8. Physical Presence: Do your best not to fidget or move unnecessarily when speaking, but be encouraged to use gestures when appropriate. A good technique to help you stay centered is to sit up straight (as if there is a string pulling your head up high and grounding your feet or bum to the ground) and to place one hand on your desk (as possible) to ground and focus you on your prospect or client. Remember to breathe.
9. Gaining Clarification: If at some point your listener looks lost or unfocused, you can ask:
“Which parts of what I’m sharing resonate the most or might need greater clarifying?”
Allow time for your listener to answer or ask questions throughout your dialogue to assure they are in sync with what you’re communicating and that you are being heard as intended.
Similarly, if you are unclear what your prospect is sharing, you might say:
“Let me summarize what I heard you say to assure I’m hearing what you are communicating.”
This technique focuses not on what a prospect might communicate more clearly, but on what you need to hear more accurately, which helps the prospect feel valued and heard.
10. Jargon: Be aware of jargon or industry terms that others might not be familiar with. People often feel reticent to ask for clarification of a word or phrase they don’t know, as it makes them feel less savvy or smart. If you do use a term that someone might be unfamiliar with or an acronym, you might clarify what it stands for or give a definition. The challenge here is not to sound patronizing but to assure your communication is meaningful to the person you are speaking with.
11. Agenda: Prepare for your in-person or Zoom meeting by reviewing an agenda of points you’d like to cover with your prospect, such as:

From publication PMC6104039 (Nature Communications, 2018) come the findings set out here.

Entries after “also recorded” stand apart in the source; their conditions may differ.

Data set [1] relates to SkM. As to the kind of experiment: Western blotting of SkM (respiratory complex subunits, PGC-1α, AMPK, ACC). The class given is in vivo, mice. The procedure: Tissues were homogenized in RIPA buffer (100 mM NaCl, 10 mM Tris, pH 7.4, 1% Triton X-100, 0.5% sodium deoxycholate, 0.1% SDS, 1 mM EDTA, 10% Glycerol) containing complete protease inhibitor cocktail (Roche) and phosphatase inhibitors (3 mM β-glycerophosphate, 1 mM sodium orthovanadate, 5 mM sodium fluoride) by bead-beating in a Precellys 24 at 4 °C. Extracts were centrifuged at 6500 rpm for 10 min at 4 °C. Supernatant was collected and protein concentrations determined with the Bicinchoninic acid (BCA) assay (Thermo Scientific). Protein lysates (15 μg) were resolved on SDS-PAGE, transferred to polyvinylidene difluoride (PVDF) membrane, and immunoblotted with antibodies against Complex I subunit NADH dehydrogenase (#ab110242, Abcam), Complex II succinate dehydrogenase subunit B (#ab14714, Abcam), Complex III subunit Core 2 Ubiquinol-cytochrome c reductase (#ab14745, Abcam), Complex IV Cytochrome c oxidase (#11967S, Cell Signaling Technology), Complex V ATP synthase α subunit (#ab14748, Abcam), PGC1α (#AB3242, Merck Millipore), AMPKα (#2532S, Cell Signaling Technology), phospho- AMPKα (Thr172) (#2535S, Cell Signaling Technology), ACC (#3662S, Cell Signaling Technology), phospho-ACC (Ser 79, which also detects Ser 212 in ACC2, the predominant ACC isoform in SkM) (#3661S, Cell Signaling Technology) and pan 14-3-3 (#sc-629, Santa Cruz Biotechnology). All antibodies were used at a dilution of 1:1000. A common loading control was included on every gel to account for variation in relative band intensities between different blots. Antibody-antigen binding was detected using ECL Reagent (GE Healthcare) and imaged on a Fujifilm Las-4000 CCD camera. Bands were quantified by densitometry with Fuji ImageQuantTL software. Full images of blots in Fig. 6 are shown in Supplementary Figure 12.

“As I shared in my email, the intention of our meeting today is for me to better understand your desire for reaching out, to get a little history on your experience with financial advising, and to share a bit about my fee-only firm, the areas I typically serve, and how I price my services.”
“At the end of our 30 minutes together, we should know whether it makes sense to move into a deeper dive ‘discovery meeting’ where I learn more about you and share some high-level recommendations about how I might suggest working toward the goals you express. Does that work for you?”
Rehearse your sound bites within your key talking point. How can you make your dialogue clear, meaningful, and succinct?
12. Intention Framing: As shared in the dialogue above, at the start of a call or in-person conversation, be sure to frame the overall intent of your meeting and the result you hope for at the end of your time together. This could be deciding on a next step deeper dive discovery meeting, or after a discovery meeting, deciding to work together as client and advisor.
13. Sound Bites: Do your best to speak in small sound bites to allow your conversation to go back and forth with your prospect or client. Resist speaking in long monologues which tend to lose your audience.
14. Stay on Track: Showcase your leadership abilities by keeping your meeting on track with the key agenda points you outlined and alluding to your meeting’s intent and your desire to ensure you discuss main points of interest. Use your best judgment if you decide to allow the conversation to go off track in a way that will be mutually beneficial to your prospect and you as you work to engage your prospect as a client. If so, be sure to communicate with your prospect that you are shifting your proposed plan.
15. Facial Awareness: Be aware of your facial expressions and overall countenance as you listen and speak with your prospect or client. Often our “resting face” might look stern, or, as we’re listening to another, we might come off differently from how we desire. A small smile or nod assuring them that you are listening can help your listener open up and feel safe to talk about often vulnerable topics.